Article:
The family of veteran British journalist Dom Phillips is urging more action be taken to find him after he went missing in the Brazilian Amazon.
Mr Phillips, 57, disappeared along with Brazilian indigenous expert Bruno Araújo Pereira in a remote rainforest area while researching a book.
The two had received threats days before vanishing on Sunday morning, say indigenous rights groups.
Both men have deep knowledge of the region.
Forty-one-year-old Bruno Pereira, who is currently on leave from his post with the government’s indigenous affairs agency Funai, is an expert on isolated tribes in the Amazon.
Mr Phillips has been living in Brazil for more than a decade and is a long-time contributor to Britain’s Guardian newspaper as well as other publications such as the Financial Times and the Washington Post.
He has written extensively about the threats facing the Amazon, including how cattle farming is fuelling an environmental crisis and how illegal gold miners encroach on indigenous territory.
No trace along river route
Two indigenous rights groups sounded the alarm about the men’s disappearance on Monday.
In a statement [in Portuguese], they said that the two men had been travelling by boat in the Javari Valley to interview members of an indigenous guard.
The area is located in the west of Amazonas state, near the border with Peru, and has seen incursions from illegal loggers and miners.
On Sunday, the two stopped in São Rafael, where Mr Pereira was scheduled to meet a local leader to discuss joint patrols between indigenous people and residents of riverside communities.
According to the rights groups, Mr Phillips and Mr Pereira arrived at 06:00 local time and set off shortly afterwards towards Atalaia do Norte, a journey which takes around two hours.
When they failed to arrive, Univaja sent out a search party at around 14:00 but found no trace of the two men along the stretch of river they had been expected to take.
The last to see them were residents of São Gabriel, a community downriver from São Rafael, who spotted their boat going past, the statement adds.
Police say they interviewed two people who are thought to be among the last to have seen the men.
The witnesses were taken to Atalaia do Nore, where they were interviewed, but no arrests were made.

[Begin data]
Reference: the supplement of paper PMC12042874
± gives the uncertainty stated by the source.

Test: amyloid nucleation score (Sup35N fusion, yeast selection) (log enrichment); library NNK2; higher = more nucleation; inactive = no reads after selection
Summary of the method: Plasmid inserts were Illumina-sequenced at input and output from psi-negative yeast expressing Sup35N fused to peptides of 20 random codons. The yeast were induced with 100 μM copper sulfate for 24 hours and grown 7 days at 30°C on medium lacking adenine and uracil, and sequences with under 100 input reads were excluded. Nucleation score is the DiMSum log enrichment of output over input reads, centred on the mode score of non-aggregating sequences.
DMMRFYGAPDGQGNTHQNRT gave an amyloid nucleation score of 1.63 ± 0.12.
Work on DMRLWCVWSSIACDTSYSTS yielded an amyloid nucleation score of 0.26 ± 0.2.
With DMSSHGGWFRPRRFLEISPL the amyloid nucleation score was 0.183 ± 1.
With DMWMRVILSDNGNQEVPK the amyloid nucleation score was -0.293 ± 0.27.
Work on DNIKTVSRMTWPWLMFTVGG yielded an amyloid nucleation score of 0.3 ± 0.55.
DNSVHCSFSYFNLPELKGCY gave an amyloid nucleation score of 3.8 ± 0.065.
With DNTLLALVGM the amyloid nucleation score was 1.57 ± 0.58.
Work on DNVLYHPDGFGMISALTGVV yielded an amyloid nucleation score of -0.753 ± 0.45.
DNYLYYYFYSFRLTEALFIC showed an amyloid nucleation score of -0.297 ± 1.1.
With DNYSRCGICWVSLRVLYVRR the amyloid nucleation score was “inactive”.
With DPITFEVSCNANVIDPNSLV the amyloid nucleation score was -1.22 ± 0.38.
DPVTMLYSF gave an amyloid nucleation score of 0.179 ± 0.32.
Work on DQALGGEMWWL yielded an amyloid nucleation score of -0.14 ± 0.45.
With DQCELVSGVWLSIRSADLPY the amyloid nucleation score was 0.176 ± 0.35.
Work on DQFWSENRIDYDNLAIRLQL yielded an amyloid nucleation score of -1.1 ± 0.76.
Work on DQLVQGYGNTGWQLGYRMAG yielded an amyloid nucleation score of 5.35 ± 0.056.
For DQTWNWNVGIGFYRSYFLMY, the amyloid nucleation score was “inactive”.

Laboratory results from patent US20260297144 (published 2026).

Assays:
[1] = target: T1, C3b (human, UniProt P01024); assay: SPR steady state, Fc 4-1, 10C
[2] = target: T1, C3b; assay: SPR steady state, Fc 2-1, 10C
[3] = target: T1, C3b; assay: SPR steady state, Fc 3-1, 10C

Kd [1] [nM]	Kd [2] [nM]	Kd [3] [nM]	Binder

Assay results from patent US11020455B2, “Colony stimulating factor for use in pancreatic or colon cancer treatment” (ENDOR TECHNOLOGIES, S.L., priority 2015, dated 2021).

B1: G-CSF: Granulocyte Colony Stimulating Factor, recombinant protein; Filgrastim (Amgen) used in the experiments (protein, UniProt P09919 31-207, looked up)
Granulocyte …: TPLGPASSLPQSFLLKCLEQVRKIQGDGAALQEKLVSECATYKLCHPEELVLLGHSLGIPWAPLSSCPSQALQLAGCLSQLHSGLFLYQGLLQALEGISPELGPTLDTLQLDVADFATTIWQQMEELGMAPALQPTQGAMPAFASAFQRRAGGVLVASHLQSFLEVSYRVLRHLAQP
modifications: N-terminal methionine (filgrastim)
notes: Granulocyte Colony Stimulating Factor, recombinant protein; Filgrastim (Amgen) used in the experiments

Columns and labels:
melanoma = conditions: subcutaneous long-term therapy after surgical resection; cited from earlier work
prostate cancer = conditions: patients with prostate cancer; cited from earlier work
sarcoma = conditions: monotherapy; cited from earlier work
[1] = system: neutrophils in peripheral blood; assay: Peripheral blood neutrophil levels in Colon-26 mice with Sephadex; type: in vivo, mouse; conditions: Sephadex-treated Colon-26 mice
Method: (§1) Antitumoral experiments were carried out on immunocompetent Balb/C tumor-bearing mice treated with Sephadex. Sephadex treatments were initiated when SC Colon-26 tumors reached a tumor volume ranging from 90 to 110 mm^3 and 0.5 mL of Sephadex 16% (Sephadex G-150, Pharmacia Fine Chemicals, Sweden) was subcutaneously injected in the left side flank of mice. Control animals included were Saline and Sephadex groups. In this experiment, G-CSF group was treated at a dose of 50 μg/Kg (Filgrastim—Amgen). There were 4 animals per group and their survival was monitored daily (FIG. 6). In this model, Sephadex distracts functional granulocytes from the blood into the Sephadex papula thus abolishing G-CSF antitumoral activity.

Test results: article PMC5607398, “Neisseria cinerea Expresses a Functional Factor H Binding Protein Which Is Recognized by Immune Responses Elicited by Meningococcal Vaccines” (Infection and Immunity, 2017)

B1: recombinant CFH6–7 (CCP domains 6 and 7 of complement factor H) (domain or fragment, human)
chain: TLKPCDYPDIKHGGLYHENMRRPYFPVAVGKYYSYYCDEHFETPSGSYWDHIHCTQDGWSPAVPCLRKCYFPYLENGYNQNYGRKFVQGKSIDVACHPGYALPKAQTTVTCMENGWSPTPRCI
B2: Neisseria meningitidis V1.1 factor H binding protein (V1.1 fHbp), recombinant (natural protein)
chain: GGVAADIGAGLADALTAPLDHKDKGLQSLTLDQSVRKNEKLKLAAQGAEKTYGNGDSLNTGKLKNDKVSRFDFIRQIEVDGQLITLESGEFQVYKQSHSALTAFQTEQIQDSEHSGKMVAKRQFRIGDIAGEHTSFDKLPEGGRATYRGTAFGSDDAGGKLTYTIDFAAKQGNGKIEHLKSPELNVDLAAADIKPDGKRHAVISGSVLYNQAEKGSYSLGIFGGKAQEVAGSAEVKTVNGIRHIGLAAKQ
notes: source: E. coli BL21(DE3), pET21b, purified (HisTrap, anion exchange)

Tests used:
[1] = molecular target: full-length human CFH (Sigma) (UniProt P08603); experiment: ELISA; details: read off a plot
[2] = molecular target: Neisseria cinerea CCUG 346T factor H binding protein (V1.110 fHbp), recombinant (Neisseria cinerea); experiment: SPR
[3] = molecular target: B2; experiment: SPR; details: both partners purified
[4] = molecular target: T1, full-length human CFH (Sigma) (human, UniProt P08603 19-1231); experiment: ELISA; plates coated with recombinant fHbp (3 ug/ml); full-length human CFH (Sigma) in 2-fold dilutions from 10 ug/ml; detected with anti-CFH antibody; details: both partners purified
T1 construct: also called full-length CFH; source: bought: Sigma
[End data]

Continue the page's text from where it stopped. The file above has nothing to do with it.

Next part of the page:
The rights groups say Mr Phillips and Mr Pereira were traveling in a new boat and had enough fuel to cover their journey.
They add that in the week leading up to the men’s disappearance, the team had received threats.
“It wasn’t the first time threats were made,” the statement says, adding that previous instances had been reported to the police.
The area is home to more than 20 indigenous groups, who have denounced activities by illegal miners, fishers and hunters.
A Funai base in the region has come under attack on a number of occasions in recent years.
‘Every second counts’
Mr Phillips’ family has been appealing to the authorities to speed up the search.
His Brazilian wife, Alessandra Sampaio, wrote “our families are in despair, please answer the urgency of the moment with urgent actions”.
“In the forest every second counts, every second could be the difference between life and death,” she added.
Mr Phillips’ sister, Sian Phillips, also appealed for help in a video statement.
Mr Pereira’s family has also released a statement describing the “48 hours of anguish” they have lived through since the disappearance.
The statement says that the family is hopeful that their disappearance may be down to their boat breaking down and that the two “are waiting for help”.
“We know that Bruno [Pereira] has extensive experience and knowledge of the region, however, time is a key factor in rescue operations, especially if they turn out to be injured.”
The Brazilian government said that the federal police force was “immediately mobilised” and was “taking all possible measures” to find the two.
But there has been criticism of the small number of police and navy personnel deployed in what is a vast expanse of rainforest crisscrossed by rivers.
The navy only announced late on Monday that it would send a helicopter “in addition to two vessels and a watercraft”.
Mr Pereira’s family has insisted that it is “essential that specialized searches are carried out, by air, river and land, with all the human and material resources that the situation requires”.